By Keelan Cook
Pew Research released a new analysis of all of the American residents, foreign-born or otherwise, who claim Islam as their religion.
The numbers are something church leaders should understand if they are interested in engaging Muslim populations with the gospel.
Here are a few important takeaways.
Many Muslims are open to conversion.
I believe this reality escapes many of us when talking about the growing Muslim population in the United States. While the number of Muslims in America is still small (under 5 million), the population is growing by about 100,000 per year. The vast majority of this growth is immigration, as this research indicates.
And roughly 1 in 4 Americans raised in Islam no longer identify with that faith. This presents a significant opportunity for the church.
Muslims are considering and weighing their own faith in light of the new realities present around them.
According to the study, many cited philosophical issues with religion generally or Islam specifically as their reason for leaving their religion. They also listed reasons they saw their new religion as superior.
In short, as Muslims wrestle with these issues, the gospel needs to be on the table for them. That, folks, is our responsibility.
But most are not switching to Christianity.
While a quarter of Muslims are switching out of Islam, most are not becoming Christians. In fact, a solid 55 percent of those who leave Islam stop identifying with a religion at all.
Of those converting, only 22 percent are becoming Christian adherents. That means 3 of every 4 people leaving Islam go to something other than Christianity.
For Muslims in America, humanism is currently a better evangelist than the church.
I wonder if this has to do with a lack of contact between Christians and non-Christians. While current research provides no information on this, it was certainly an issue a couple of years ago, and I don’t imagine this trend has reversed.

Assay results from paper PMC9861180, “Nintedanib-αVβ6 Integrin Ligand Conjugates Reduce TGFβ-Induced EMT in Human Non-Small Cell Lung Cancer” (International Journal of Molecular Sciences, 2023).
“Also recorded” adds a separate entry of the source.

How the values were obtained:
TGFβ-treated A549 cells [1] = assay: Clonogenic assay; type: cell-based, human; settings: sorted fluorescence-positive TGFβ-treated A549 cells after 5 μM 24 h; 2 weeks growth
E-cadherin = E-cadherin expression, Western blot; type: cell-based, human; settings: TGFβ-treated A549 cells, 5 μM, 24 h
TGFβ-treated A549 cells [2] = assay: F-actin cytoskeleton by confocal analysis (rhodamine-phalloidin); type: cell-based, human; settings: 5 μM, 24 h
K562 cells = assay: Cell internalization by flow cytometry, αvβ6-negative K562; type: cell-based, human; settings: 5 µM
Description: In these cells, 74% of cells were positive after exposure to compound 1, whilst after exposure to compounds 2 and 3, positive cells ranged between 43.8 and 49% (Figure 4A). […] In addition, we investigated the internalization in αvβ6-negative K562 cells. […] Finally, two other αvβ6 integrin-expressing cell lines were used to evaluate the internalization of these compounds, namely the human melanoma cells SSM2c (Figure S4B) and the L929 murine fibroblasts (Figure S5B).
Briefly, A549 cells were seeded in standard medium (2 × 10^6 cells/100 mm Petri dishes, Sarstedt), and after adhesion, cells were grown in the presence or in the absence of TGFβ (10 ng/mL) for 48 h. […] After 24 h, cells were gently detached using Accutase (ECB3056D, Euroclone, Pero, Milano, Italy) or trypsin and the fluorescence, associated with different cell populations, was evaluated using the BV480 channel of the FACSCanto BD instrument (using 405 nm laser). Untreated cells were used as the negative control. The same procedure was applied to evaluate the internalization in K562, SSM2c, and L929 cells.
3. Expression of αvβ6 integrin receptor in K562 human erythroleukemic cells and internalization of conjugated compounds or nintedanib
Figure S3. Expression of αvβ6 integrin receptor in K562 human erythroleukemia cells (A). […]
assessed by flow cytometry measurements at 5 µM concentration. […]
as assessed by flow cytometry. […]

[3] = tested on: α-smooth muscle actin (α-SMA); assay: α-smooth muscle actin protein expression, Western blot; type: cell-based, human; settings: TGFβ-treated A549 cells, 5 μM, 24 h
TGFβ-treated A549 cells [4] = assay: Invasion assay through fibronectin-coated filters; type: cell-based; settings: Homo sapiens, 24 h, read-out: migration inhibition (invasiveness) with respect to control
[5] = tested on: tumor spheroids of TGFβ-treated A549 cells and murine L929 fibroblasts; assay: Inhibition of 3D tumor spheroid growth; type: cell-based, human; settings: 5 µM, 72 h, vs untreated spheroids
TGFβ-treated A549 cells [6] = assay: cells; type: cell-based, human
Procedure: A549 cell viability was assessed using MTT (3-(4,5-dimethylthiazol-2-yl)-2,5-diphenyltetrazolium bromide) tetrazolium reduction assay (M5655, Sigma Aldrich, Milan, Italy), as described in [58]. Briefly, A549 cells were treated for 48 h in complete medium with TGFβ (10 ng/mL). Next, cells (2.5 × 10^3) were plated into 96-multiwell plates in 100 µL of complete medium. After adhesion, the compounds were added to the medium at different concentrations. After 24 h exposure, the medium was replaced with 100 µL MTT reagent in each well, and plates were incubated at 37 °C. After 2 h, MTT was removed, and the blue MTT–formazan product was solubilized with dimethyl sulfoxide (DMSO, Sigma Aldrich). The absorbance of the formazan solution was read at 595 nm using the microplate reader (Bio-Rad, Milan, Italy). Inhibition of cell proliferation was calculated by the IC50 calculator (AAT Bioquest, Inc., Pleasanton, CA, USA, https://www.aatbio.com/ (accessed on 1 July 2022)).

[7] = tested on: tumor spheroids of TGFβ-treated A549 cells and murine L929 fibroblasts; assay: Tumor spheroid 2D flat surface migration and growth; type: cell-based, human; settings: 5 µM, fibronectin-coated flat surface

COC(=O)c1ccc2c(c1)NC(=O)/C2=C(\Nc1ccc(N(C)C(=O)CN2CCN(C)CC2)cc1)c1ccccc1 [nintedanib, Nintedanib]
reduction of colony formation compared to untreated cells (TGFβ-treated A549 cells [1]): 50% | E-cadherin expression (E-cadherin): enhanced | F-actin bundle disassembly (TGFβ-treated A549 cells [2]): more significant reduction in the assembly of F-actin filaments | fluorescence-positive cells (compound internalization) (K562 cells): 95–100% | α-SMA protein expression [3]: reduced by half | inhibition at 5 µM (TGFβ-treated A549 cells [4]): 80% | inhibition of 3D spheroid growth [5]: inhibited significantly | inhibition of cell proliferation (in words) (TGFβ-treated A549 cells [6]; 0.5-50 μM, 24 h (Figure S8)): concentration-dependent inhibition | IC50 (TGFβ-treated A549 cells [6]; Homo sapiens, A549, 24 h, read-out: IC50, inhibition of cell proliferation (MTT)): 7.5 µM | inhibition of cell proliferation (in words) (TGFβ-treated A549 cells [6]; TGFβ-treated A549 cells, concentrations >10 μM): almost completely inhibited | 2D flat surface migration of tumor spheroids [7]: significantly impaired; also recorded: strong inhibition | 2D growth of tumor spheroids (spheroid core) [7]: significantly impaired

Simply put, our new Muslim neighbors will hear all kinds of messages that compete for their loyalty and their lives.
Islam, the religion of their past, calls to them for allegiance. However, so does the secularism of our increasingly post-Christendom society. That is in addition to the siren calls of money, position, place, and a litany of other world religions.
Amid these competing voices, I pray local congregations around the country can see the need to introduce their Muslim neighbors to the only real words of life.
As Muslims leave, just as many people join Islam.
One important reality is somewhat buried in the report but central to the conversation of local church missions.
While there is no net gain from Muslim proselytizing, they are reaching as many people as they are losing. In other words, they gain as many new followers as they lose to other faiths.
This is definitely not true of Christianity on the whole in America.
Muslims are losing 23 percent of those raised in their faith, but 23 percent of their adult adherents are converts.
Christianity, on the other hand, is losing 22 percent of those raised Christian, while only 6 percent of adult Christians are converts from other religions. In other words, Christianity is losing adherents year over year.
I should note this number includes Catholic, Protestant, Mormon, and everything else considered Christian by Pew Research.
Nevertheless, this statistic should cause us to slow down and think, especially when considered with the final point.
More than half of those switching to Islam are former Protestants.
The largest pool of Muslim conversion is from Protestantism.
The study does not distinguish between mainline and evangelical denominations. It does, however, note that 53 percent of converts to Islam started as Protestants while another 20 percent began as Catholics.
The main reason noted for switching was a preference for Islamic teachings and finding more meaning in Islam. Almost a quarter (24 percent) gave a version of this as why they converted.
Furthermore, many of the new Muslims (21 percent) stated the importance of reading the religious texts of Islam in their conversion.
It stands to reason that many converts will come from the majority religious groups in the country. It should be no surprise that the majority begin as Christians.
However, we must not overlook the significance of people growing up in Christian pews and ultimately finding more meaning in the Quran.
Church leaders, let us consider reaching our Muslim neighbors by giving them a clear presentation of the gospel. And may we see the importance of making sure that gospel is clear to those in our pews as well.